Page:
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Pronunciation Pairs Teacher's Book

Now you have plenty of sounds to practise and plenty of words to practise them with, you will need lots of classroom activities to make so much work on minimal pairs varied and interesting. Most books have endless activities where students circle which of the two words they hear. As you can imagine, this can very quickly get boring. Allowing them to look at the teacher pronouncing the word can be more useful and realistic, as they can often use the mouth position to help them guess. This can be taken further by asking them to guess while the teacher silently mouths the words.

Pronunciation Pairs Teacher's Book

Another positive trait of the book is that it keeps with contemporary findings relating to effective pronunciation techniques. For example, in Unit 1 and 2, Baker and Goldstein offer clear directions for making the sound of /i/ and /I/ (e.g., beat vs. bit). ESL learners sometimes experience pedagogical misdirection when they are taught the English /i/-/ I / distinction (Wang & Munro, 2004). While North American English speakers distinguish between /i/ and / I / primarily on the basis of vowel quality rather than length (Hillenbrand & Clark, 2000), learners of English from many L1 backgrounds tend to perceive /i/ as a long vowel and / I / as a short vowel with little or no difference in quality (Bohn, 1995). In the book, Baker and Goldstein well balance these findings and describe the distinction between /i/ and /I / both from vowel length and from the vowel quality.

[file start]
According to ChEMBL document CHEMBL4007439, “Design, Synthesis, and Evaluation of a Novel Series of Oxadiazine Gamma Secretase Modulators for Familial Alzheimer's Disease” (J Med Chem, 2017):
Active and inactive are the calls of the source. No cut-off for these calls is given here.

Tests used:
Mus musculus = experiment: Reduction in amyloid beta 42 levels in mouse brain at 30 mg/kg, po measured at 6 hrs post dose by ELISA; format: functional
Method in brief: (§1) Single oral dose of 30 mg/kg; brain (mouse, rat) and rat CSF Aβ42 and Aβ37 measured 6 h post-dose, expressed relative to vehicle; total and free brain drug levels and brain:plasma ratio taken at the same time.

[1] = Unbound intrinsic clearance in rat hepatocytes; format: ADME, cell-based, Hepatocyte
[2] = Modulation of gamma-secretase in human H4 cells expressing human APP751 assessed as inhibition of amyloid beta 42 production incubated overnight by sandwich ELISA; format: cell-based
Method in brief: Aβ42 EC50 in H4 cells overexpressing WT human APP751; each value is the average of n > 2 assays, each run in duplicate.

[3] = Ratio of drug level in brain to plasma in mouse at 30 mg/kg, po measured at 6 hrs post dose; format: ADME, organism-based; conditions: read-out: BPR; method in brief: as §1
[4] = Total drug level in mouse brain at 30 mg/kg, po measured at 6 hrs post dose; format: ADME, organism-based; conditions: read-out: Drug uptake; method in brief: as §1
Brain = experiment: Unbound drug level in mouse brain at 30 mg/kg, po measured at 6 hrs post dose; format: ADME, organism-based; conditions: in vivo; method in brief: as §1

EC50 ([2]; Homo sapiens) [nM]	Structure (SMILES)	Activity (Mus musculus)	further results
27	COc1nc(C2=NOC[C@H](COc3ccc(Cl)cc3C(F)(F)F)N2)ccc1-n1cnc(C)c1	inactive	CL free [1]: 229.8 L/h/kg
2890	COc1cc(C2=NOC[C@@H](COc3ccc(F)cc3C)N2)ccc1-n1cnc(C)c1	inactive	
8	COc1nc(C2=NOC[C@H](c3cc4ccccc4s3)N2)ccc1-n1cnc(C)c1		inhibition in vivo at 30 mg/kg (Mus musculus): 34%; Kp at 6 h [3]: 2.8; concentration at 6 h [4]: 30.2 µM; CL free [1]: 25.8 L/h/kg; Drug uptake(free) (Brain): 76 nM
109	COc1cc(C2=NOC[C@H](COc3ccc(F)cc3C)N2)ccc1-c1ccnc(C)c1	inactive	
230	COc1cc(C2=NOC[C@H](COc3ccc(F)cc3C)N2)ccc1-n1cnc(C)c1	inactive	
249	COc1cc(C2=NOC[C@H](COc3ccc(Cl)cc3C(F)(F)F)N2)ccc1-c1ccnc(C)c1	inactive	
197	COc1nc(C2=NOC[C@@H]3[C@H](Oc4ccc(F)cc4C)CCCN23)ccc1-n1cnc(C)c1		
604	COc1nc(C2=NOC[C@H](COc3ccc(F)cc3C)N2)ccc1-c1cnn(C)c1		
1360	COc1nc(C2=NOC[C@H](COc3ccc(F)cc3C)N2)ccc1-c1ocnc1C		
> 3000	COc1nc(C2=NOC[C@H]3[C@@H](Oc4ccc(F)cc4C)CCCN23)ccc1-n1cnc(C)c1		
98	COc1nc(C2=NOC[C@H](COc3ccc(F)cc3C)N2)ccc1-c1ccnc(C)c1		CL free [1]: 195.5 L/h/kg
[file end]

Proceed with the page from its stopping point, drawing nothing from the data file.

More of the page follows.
Even though the book is a decent starting point for the practice of minimal pairs, there are a few drawbacks to be addressed. Most speech samples in the audio dialogues are delivered at a relatively slow rate of speech, which may not mirror the natural, connected speech of authentic, native speaker interaction. Moreover, they may not provide for a variety of dialects, opting instead for a regionally-neutral dialect. Elements of natural speech in the sample dialogue are also limited to some extent. In addition, the book does not advance far enough for review and mastery; as a result, learners may not generalize the associated skill beyond what is covered in the book. Equally important is that given that a considerable amount of focus is placed on listening skills, these listening exercises are comparatively lacking in both authentic examples and contextualized materials. Consequently, students may lose interest in the subject topics. In a similar vein, though some attempt at variety is made amongst the four communicative modes, the tasks are largely similar throughout, with a strong emphasis on rhyming, and, as a result, are likely to become repetitive.